Depending on the drivers on the system, you can specify that a wired connection disables the wifi. I've seen this mostly on Intel drivers, but some Dell cards support this as well I believe. Since I almost never install the full [crappy] software package that comes with wifi drivers, you can look for this setting in Device Manager, under the Properties for the wifi interface.
International Studies and Programs
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From: Doug Nelson [mailto:[log in to unmask]]
Sent: Friday, March 19, 2010 12:07 PM
To: [log in to unmask]
Subject: Re: [MSUNAG] Think I found the problem (was, RE: [MSUNAG] Network or DNS issues This Morning?)
On Fri, Mar 19, 2010 at 10:05:56AM -0400, Al Puzzuoli wrote:
> After some poking around, I believe I've found the cause of my slow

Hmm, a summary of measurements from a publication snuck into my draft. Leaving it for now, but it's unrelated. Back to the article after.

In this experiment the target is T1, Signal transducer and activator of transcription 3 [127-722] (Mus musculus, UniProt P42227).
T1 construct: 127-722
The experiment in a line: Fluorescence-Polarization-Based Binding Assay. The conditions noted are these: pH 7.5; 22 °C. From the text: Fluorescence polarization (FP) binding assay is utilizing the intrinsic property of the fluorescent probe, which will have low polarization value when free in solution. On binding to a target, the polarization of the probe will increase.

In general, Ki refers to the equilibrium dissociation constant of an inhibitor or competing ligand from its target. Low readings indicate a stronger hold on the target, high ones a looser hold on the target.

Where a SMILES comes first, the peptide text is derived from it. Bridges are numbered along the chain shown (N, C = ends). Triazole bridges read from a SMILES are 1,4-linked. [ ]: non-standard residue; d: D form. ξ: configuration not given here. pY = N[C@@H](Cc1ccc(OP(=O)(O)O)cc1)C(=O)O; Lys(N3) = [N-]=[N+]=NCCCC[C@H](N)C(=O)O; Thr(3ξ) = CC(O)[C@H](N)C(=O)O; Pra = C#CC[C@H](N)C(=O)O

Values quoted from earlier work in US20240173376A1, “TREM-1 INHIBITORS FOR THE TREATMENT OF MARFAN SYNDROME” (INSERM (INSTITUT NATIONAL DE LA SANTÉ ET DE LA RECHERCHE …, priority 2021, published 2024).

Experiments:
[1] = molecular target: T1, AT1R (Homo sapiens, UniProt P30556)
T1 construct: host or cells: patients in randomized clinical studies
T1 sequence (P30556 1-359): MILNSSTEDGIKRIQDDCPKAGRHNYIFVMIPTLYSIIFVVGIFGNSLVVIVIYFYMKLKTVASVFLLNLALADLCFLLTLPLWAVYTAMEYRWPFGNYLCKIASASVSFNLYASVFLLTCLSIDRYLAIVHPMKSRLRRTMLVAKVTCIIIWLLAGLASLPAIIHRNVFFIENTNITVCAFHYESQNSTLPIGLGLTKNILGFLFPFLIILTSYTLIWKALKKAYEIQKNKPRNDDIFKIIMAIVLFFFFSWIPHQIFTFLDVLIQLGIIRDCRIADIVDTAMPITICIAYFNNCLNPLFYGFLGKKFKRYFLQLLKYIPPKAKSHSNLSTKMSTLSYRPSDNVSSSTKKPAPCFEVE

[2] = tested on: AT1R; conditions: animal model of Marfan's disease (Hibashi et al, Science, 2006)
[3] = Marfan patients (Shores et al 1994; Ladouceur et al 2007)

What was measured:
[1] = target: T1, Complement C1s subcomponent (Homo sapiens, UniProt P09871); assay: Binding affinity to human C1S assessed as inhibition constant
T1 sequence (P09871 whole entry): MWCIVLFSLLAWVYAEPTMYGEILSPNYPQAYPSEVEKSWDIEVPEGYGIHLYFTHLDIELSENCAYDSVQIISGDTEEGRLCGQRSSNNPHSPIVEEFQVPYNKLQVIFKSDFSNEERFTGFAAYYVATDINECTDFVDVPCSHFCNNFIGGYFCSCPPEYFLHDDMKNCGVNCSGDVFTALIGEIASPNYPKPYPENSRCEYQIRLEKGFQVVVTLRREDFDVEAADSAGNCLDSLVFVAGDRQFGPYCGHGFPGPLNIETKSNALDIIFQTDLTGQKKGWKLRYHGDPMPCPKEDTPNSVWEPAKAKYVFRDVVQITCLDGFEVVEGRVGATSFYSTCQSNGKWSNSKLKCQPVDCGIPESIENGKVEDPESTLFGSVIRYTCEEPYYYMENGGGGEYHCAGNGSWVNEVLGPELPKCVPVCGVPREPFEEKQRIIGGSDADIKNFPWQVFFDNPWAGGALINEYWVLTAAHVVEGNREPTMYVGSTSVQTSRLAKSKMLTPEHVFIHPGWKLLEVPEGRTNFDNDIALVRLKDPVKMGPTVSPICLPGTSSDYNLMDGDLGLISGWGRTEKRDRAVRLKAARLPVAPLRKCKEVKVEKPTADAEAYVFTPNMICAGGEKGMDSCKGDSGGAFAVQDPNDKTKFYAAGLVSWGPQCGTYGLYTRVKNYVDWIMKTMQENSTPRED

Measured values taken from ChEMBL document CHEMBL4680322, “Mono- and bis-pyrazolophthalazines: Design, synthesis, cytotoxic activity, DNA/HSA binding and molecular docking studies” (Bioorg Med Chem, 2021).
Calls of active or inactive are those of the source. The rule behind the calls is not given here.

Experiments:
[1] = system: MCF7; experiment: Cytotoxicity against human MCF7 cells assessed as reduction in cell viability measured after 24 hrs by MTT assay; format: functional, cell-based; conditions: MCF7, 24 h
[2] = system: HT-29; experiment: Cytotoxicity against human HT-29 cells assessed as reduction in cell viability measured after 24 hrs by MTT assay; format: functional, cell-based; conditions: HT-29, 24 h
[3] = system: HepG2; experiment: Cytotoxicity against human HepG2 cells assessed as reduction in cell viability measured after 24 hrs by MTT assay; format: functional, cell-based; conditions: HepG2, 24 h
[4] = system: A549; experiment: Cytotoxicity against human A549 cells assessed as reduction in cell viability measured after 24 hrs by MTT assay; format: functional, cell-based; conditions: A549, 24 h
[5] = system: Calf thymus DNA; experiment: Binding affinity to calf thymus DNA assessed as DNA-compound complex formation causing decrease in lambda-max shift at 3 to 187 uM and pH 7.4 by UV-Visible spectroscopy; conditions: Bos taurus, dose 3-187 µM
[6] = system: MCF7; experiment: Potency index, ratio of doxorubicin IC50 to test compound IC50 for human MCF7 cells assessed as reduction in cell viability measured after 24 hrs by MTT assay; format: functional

> performance issue this morning. I have a Windows 7 laptop, which is
> sitting on a dock and plugged into a working ethernet port. However,
> my wireless switch was on, and the machine had a very weak connection
> to a wireless network. I've seen this before and just never put two
> and two together. Once I turned off the wireless switch and rebooted
> the machine, everything began working fine. Does anyone know how I
> can verify the metrics on my network connections and insure that
> ethernet is getting priority?
Yeah, good luck with that. You can see the route metrics by running "route print" (at least under XP), and you can add/delete routes using the "route" command, but I don't know where to set default metrics for new connections. Generally, the wired interface will have a better metric, but I have seen occasions where my browser traffic will prefer the wireless interface, while other non-browser connections remain on the wired link. I generally just kill the wireless when I'm docked.
Doug Nelson, Network Architect | [log in to unmask]
Academic Technology Services | Ph: (517) 353-2980
Michigan State University | http://www.msu.edu/~nelson/